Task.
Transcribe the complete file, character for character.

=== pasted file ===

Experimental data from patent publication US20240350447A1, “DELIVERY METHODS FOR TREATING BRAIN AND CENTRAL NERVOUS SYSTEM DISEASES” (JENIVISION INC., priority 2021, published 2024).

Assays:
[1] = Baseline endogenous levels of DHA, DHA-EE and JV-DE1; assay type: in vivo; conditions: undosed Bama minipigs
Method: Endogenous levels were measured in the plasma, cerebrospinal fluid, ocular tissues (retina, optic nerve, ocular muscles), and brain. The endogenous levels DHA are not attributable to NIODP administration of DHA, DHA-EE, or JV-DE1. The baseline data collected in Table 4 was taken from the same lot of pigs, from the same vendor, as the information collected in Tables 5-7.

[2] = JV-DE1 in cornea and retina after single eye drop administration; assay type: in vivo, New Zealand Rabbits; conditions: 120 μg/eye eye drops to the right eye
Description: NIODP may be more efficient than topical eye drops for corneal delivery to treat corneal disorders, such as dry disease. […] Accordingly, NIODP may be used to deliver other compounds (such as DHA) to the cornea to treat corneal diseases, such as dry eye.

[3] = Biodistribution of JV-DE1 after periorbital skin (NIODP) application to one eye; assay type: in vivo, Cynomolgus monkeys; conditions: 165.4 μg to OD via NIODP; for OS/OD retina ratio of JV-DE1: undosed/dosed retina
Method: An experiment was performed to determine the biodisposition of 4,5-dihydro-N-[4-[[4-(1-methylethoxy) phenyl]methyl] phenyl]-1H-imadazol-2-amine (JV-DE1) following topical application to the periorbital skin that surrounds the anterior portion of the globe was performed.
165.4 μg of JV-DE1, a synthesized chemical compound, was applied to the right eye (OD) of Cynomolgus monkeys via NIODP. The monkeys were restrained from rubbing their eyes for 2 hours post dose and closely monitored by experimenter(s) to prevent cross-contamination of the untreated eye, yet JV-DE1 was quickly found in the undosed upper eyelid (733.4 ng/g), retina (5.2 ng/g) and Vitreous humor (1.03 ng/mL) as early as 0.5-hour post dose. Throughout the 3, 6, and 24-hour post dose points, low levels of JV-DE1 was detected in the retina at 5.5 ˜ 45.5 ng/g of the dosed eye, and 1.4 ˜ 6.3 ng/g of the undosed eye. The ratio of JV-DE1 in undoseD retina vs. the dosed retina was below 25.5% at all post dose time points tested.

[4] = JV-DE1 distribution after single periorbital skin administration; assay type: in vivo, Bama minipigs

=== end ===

Experimental data from patent publication US20240350447A1, “DELIVERY METHODS FOR TREATING BRAIN AND CENTRAL NERVOUS SYSTEM DISEASES” (JENIVISION INC., priority 2021, published 2024).

Assays:
[1] = Baseline endogenous levels of DHA, DHA-EE and JV-DE1; assay type: in vivo; conditions: undosed Bama minipigs
Method: Endogenous levels were measured in the plasma, cerebrospinal fluid, ocular tissues (retina, optic nerve, ocular muscles), and brain. The endogenous levels DHA are not attributable to NIODP administration of DHA, DHA-EE, or JV-DE1. The baseline data collected in Table 4 was taken from the same lot of pigs, from the same vendor, as the information collected in Tables 5-7.

[2] = JV-DE1 in cornea and retina after single eye drop administration; assay type: in vivo, New Zealand Rabbits; conditions: 120 μg/eye eye drops to the right eye
Description: NIODP may be more efficient than topical eye drops for corneal delivery to treat corneal disorders, such as dry disease. […] Accordingly, NIODP may be used to deliver other compounds (such as DHA) to the cornea to treat corneal diseases, such as dry eye.

[3] = Biodistribution of JV-DE1 after periorbital skin (NIODP) application to one eye; assay type: in vivo, Cynomolgus monkeys; conditions: 165.4 μg to OD via NIODP; for OS/OD retina ratio of JV-DE1: undosed/dosed retina
Method: An experiment was performed to determine the biodisposition of 4,5-dihydro-N-[4-[[4-(1-methylethoxy) phenyl]methyl] phenyl]-1H-imadazol-2-amine (JV-DE1) following topical application to the periorbital skin that surrounds the anterior portion of the globe was performed.
165.4 μg of JV-DE1, a synthesized chemical compound, was applied to the right eye (OD) of Cynomolgus monkeys via NIODP. The monkeys were restrained from rubbing their eyes for 2 hours post dose and closely monitored by experimenter(s) to prevent cross-contamination of the untreated eye, yet JV-DE1 was quickly found in the undosed upper eyelid (733.4 ng/g), retina (5.2 ng/g) and Vitreous humor (1.03 ng/mL) as early as 0.5-hour post dose. Throughout the 3, 6, and 24-hour post dose points, low levels of JV-DE1 was detected in the retina at 5.5 ˜ 45.5 ng/g of the dosed eye, and 1.4 ˜ 6.3 ng/g of the undosed eye. The ratio of JV-DE1 in undoseD retina vs. the dosed retina was below 25.5% at all post dose time points tested.

[4] = JV-DE1 distribution after single periorbital skin administration; assay type: in vivo, Bama minipigs